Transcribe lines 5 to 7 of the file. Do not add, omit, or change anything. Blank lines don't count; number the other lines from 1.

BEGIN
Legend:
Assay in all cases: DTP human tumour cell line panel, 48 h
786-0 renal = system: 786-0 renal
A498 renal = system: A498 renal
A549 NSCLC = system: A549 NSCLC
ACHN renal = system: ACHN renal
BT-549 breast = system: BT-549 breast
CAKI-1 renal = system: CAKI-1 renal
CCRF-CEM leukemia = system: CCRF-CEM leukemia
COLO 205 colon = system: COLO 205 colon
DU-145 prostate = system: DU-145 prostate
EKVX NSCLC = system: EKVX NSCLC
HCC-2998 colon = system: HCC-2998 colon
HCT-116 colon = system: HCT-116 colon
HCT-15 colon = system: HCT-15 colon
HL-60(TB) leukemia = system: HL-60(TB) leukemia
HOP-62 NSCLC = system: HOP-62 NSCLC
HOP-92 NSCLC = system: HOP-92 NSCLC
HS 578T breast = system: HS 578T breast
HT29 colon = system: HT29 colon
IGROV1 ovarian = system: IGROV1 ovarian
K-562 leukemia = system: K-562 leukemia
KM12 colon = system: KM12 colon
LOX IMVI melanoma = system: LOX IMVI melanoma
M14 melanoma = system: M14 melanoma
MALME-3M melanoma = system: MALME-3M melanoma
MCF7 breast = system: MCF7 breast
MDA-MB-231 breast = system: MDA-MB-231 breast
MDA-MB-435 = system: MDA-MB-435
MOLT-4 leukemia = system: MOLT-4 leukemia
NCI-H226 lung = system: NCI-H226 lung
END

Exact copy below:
A549 NSCLC = system: A549 NSCLC
ACHN renal = system: ACHN renal
BT-549 breast = system: BT-549 breast